If you want to take a look at some different furoshiki for yourself, you can find some on Amazon. By the way, make sure you pick up a large one, about 35 inches x 35 inches. If it’s too small, you won’t be able to wrap up a large bento box like this one properly (See it on Amazon).

Ingredients for Korean Rice Balls

The main ingredient you’ll need for these is rice. I need to point out here though, that you need to make sure that your rice is a short-grain Asian rice. Most long-grain rices in America don’t have enough starch for the rice to stick to itself. I’ve got my favorite brand of rice listed below!

A great portable lunch for university, work, or picnic!

This makes an absolutely fantastic and beautiful meal for the busy college student, office worker, or to take with you and enjoy in the park with friends and family! My favorite part is that even though they’re so easy to make, the variety and amount of flavors is incredible! You can enjoy so many different flavors and textures with these Korean rice balls!

Make sure you check out some of my other delicious Korean recipes! I know you’ll absolutely love them!

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Korean Rice Balls - 4 Ways To Enjoy!

Delicious, savory fillings mixed with soft white rice and shaped into balls. These are perfect for lunch or a picnic.
Prep Time 40 minutes
Cook Time 30 minutes
Total Time 1 hour 10 minutes
Course Main Course
Cuisine Korean
Servings 4
Calories 800 kcal


  • Cooked Short-grain rice
  • Korean Seasoned Seaweed 3 packs
  • Sliced green onion 2 stalks
  • Toasted sesame seeds 4 tbsp

[Tuna Kimchi Rice Ball]

  • Tuna 1 can
  • Kimchi chopped, 1/4 cup
  • Japanese mayo 3 tbsp

[Bacon Kimchi Rice Ball]

  • Bacon or ham, sliced, 1/4 lb
  • Kimchi chopped, 1/4 cup

[Bulgogi Rice Ball]

  • Ground beef 1/4 lb
  • Onion finely minced, 1/4 cup
  • Carrot finely minced, 3 tbsp
  • Garlic finely minced, 4 cloves
  • Ginger finely minced, 1 tsp
  • Soy sauce 2 tbsp
  • Sesame oil 1 tbsp
  • Sugar 2 tsp

[Rolled Egg Rice Ball]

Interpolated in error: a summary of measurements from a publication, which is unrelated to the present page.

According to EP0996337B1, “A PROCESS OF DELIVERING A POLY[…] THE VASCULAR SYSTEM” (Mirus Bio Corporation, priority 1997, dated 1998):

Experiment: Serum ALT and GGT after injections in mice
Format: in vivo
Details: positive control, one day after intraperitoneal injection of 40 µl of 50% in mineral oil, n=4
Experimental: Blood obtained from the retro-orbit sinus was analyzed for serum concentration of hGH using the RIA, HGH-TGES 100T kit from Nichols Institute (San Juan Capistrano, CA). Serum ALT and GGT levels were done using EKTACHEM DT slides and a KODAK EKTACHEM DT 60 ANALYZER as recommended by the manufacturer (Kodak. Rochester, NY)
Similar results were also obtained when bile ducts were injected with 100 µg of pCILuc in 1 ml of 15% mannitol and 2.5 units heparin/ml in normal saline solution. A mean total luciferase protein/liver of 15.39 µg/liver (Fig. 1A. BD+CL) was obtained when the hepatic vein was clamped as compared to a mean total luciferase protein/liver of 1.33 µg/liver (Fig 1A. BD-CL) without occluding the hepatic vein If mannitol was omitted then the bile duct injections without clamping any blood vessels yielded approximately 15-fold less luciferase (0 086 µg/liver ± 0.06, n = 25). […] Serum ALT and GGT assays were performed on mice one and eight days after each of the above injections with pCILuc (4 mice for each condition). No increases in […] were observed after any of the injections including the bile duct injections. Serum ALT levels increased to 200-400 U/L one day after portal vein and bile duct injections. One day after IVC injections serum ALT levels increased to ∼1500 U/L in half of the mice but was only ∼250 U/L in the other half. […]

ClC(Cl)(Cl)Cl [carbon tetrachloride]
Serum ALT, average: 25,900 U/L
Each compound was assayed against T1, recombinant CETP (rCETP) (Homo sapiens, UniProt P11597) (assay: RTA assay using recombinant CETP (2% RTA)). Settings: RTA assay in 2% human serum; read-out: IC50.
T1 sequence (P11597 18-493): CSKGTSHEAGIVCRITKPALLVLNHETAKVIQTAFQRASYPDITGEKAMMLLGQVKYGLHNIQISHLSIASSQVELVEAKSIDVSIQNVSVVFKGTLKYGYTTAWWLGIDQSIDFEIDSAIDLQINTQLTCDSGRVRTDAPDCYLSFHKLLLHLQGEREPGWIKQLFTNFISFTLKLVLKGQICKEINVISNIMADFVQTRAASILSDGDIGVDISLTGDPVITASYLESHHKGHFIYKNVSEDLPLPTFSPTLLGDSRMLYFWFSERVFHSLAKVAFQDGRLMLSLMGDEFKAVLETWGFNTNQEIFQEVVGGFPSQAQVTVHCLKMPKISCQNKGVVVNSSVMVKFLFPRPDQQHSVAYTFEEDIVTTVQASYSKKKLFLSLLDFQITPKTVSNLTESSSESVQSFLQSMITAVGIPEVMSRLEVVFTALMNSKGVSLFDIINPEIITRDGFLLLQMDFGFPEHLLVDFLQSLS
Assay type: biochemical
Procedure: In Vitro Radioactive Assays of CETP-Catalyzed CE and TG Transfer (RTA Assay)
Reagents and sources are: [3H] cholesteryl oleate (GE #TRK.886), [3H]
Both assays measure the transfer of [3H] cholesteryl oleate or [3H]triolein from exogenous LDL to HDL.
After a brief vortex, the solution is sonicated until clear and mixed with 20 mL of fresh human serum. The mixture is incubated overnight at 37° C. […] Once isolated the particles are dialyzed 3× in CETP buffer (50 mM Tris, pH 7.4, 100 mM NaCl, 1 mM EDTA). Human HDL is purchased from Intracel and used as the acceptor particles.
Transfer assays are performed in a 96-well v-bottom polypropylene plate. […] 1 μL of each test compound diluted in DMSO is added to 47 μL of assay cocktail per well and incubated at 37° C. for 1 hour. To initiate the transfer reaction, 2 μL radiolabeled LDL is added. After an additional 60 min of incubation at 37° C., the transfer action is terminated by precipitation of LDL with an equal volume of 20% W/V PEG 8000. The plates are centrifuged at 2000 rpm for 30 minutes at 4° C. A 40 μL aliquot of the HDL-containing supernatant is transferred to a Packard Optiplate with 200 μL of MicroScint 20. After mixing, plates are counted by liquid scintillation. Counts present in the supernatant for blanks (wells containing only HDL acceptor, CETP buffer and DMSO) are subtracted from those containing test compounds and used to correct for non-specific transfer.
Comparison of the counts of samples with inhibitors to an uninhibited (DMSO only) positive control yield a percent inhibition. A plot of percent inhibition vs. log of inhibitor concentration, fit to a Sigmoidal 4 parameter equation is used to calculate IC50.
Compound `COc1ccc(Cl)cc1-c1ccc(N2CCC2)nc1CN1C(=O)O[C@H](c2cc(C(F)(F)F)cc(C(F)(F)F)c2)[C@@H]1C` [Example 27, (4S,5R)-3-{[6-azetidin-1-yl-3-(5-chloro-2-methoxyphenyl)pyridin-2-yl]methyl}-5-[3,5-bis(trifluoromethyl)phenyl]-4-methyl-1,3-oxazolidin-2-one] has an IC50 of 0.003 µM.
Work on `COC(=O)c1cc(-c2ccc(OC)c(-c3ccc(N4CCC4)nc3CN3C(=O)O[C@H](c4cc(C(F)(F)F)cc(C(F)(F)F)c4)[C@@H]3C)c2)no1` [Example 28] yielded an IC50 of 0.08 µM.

• Carrot finely minced, 3 tbsp
  • Spinach finely sliced, 1/4 cup
  • Eggs 2
  • Nori seaweed 1 sheet, cut into 6-inch strips
  • Soy sauce 1 tbsp
  • Sugar 1 tsp


[Tuna Kimchi Rice Ball]

  • Combine the tuna, kimchi, mayo, and 1/4 of your sliced green onions. Mix well.
  • In a large bowl with about 2 cups of white rice, add a drizzle of sesame oil, 1 tsp of salt, and a sprinkle of toasted sesame seeds. Mix well.
  • Take a handful of rice and flatten it in your palm. Add a couple of spoons of the tuna kimchi mixture and wrap the rice around the filling. Press firmly so that it holds together.
  • In a large mixing bowl, Add the Korean seasoned seaweed and crush it into small flakes. Add a rice ball to the seaweed and mix to coat. Continue with the rest of the rice balls and serve.

[Bacon Kimchi Rice Ball]

  • Cook your bacon in a pan until it begins to brown slightly. Add the kimchi and continue to cook until most of the excess moisture has evaporated.
  • Add the mixture to 2 cups of white rice, along with sliced green onions and mix to combine, being careful not to mash the rice.
  • Squeeze firmly into balls and serve immediately.

[Bulgogi Rice Ball]

  • Combine ground beef, half the garlic, soy sauce, sesame oil, and sugar in a bowl and mix well. Allow to marinate for 10 minutes.
  • Heat a pan over medium heat and add in the carrots. Cook for 3 minutes. Add in the onions and cook for another 2 minutes.
  • Add in the marinated beef and cook until the meat is completely cooked through, about 5 - 6 minutes.
  • In a large bowl with about 2 cups of white rice, add the bulgogi mixture, along with sliced green onions and the rest of the crushed seaweed flakes. Mix gently to combine.
  • Roll the rice mixture into balls and squeeze firmly. Serve immediately.

[Rolled Egg Rice Ball]

  • Heat a pan over medium heat and add oil. Cook minced carrots for 3 minutes. Add in minced garlic and cook for another minute.
  • Add in sliced spinach and cook for another minute. Add in toasted sesame seeds and mix well.
  • In a large bowl with about 1 cup of white rice, add the vegetable mix along with salt, and mix gently. Taste and readjust seasonings.
  • Grab a small handful of rice and shape it into an oval. Continue with the rest of the rice.
  • Beat the eggs well in a bowl with soy sauce and sugar.
  • Heat a non-stick frying pan over medium-high heat. Lay a strip of nori seaweed down onto the pan and hold the ends down until it lays flat on the pan.
  • Gently pour a spoonful of the egg mixture onto the pan. This works best if you only use the very liquid parts of the egg, rather than trying to use the mixed egg whites.
  • Once you pour the egg mixture onto the pan, use the underside of the spoon to ""paint"" the egg across the seaweed strip. Add and shape the egg so it creates a large rectangle around the seaweed.
  • While the top of the egg is still uncooked, add one of the ovals of rice to the end of the egg, then using a pair of tongs and a spatula, gently roll the rice and egg towards the other end of the omelette.


Keyword easy recipe, kimchi, korean food, rice